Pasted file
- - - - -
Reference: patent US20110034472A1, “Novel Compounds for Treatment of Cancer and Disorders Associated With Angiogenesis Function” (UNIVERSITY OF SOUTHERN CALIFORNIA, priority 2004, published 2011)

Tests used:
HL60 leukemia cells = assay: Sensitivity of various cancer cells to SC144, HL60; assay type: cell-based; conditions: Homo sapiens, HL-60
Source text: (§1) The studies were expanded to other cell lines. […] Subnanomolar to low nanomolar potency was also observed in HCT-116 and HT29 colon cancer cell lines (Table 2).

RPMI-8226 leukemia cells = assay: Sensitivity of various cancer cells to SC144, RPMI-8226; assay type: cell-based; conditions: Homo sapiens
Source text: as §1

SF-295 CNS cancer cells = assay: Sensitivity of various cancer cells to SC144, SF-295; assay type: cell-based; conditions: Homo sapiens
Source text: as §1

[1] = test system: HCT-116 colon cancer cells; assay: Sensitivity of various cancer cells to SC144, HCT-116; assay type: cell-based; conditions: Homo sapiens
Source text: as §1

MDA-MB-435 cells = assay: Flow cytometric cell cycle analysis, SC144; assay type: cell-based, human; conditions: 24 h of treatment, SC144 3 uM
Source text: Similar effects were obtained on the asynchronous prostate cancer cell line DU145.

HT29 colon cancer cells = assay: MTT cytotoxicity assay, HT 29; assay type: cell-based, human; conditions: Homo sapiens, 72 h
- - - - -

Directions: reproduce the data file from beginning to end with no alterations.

Reference: patent US20110034472A1, “Novel Compounds for Treatment of Cancer and Disorders Associated With Angiogenesis Function” (UNIVERSITY OF SOUTHERN CALIFORNIA, priority 2004, published 2011)

Tests used:
HL60 leukemia cells = assay: Sensitivity of various cancer cells to SC144, HL60; assay type: cell-based; conditions: Homo sapiens, HL-60
Source text: (§1) The studies were expanded to other cell lines. […] Subnanomolar to low nanomolar potency was also observed in HCT-116 and HT29 colon cancer cell lines (Table 2).

RPMI-8226 leukemia cells = assay: Sensitivity of various cancer cells to SC144, RPMI-8226; assay type: cell-based; conditions: Homo sapiens
Source text: as §1

SF-295 CNS cancer cells = assay: Sensitivity of various cancer cells to SC144, SF-295; assay type: cell-based; conditions: Homo sapiens
Source text: as §1

[1] = test system: HCT-116 colon cancer cells; assay: Sensitivity of various cancer cells to SC144, HCT-116; assay type: cell-based; conditions: Homo sapiens
Source text: as §1

MDA-MB-435 cells = assay: Flow cytometric cell cycle analysis, SC144; assay type: cell-based, human; conditions: 24 h of treatment, SC144 3 uM
Source text: Similar effects were obtained on the asynchronous prostate cancer cell line DU145.

HT29 colon cancer cells = assay: MTT cytotoxicity assay, HT 29; assay type: cell-based, human; conditions: Homo sapiens, 72 h